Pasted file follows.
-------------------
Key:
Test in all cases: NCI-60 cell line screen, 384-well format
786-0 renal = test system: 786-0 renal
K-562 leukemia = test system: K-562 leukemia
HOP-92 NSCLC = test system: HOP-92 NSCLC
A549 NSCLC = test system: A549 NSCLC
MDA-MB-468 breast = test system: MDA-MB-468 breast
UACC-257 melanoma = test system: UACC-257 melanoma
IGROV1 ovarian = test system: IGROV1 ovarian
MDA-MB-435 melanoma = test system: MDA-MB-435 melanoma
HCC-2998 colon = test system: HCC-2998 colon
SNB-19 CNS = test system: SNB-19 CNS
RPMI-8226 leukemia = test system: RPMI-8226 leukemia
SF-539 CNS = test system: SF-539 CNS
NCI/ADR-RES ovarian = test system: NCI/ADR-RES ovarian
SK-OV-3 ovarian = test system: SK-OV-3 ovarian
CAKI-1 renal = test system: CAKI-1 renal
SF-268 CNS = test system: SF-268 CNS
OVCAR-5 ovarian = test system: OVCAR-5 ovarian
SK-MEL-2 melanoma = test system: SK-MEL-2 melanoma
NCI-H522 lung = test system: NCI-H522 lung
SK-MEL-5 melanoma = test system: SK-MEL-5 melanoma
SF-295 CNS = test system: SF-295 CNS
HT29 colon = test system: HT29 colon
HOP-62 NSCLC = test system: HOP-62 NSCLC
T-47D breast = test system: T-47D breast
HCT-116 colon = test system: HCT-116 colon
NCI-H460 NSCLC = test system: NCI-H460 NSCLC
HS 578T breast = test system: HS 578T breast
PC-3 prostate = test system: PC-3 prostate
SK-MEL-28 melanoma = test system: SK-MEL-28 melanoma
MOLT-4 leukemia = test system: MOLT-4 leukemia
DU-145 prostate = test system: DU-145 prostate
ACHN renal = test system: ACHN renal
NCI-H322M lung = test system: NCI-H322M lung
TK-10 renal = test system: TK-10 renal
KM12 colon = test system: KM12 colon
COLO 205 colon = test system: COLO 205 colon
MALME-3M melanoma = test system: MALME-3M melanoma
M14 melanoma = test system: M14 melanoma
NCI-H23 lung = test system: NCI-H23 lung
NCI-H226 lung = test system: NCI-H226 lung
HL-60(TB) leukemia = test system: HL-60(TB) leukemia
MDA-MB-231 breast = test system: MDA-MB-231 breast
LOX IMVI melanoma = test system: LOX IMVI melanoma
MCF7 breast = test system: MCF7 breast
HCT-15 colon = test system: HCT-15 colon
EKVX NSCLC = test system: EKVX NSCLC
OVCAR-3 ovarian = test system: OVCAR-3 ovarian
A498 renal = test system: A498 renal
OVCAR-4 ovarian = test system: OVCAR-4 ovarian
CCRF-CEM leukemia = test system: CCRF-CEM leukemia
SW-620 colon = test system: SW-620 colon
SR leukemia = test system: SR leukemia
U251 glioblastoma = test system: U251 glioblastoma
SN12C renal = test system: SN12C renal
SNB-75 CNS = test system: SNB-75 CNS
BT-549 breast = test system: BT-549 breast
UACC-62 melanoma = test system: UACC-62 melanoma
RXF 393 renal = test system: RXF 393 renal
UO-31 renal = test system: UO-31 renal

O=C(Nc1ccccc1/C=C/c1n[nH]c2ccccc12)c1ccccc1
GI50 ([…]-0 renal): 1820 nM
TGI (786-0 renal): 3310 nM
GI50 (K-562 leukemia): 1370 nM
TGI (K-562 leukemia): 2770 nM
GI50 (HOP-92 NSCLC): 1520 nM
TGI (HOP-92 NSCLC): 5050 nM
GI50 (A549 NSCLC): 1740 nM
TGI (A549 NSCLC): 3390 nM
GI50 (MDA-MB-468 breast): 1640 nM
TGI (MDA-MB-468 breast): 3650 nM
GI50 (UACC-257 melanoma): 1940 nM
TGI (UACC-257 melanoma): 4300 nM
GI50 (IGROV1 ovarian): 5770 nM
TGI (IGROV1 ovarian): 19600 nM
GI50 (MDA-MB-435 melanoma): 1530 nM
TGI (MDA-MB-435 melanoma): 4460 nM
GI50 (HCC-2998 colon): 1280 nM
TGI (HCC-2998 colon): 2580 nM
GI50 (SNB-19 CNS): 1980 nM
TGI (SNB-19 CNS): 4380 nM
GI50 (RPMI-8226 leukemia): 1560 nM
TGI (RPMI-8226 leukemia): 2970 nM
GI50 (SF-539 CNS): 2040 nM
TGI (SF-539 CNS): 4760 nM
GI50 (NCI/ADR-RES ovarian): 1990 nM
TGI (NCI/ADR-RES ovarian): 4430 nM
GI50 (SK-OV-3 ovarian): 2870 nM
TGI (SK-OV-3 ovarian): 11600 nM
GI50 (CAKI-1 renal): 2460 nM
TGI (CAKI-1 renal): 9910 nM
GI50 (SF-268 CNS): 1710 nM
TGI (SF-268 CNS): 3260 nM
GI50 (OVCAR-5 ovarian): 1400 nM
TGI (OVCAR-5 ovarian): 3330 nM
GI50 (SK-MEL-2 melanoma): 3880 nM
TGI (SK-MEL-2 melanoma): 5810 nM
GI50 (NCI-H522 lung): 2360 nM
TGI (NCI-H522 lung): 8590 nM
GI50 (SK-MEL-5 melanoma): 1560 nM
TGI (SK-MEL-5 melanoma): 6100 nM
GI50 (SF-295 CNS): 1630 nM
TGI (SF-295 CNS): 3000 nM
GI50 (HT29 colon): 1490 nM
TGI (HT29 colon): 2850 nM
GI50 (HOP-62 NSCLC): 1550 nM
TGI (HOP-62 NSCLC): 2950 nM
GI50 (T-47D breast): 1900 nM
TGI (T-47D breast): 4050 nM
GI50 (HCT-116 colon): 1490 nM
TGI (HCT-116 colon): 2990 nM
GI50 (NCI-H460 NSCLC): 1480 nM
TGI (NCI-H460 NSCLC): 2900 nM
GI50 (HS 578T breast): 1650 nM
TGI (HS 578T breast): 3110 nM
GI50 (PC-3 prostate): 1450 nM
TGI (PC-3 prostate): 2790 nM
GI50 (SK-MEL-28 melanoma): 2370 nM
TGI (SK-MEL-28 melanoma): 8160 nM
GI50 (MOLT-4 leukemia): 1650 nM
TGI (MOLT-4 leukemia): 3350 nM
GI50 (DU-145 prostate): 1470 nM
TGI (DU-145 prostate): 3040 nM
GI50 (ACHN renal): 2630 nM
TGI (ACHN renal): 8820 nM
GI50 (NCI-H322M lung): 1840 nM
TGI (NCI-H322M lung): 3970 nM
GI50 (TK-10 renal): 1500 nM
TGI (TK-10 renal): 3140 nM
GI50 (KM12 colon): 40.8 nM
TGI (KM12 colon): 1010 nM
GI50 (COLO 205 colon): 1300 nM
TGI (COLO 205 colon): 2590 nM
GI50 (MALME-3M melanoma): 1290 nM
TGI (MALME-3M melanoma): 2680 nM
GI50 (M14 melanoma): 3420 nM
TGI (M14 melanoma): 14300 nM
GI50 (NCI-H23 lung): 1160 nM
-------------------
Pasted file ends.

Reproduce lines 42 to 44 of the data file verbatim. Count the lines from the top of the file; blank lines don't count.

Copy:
NCI-H226 lung = test system: NCI-H226 lung
HL-60(TB) leukemia = test system: HL-60(TB) leukemia
MDA-MB-231 breast = test system: MDA-MB-231 breast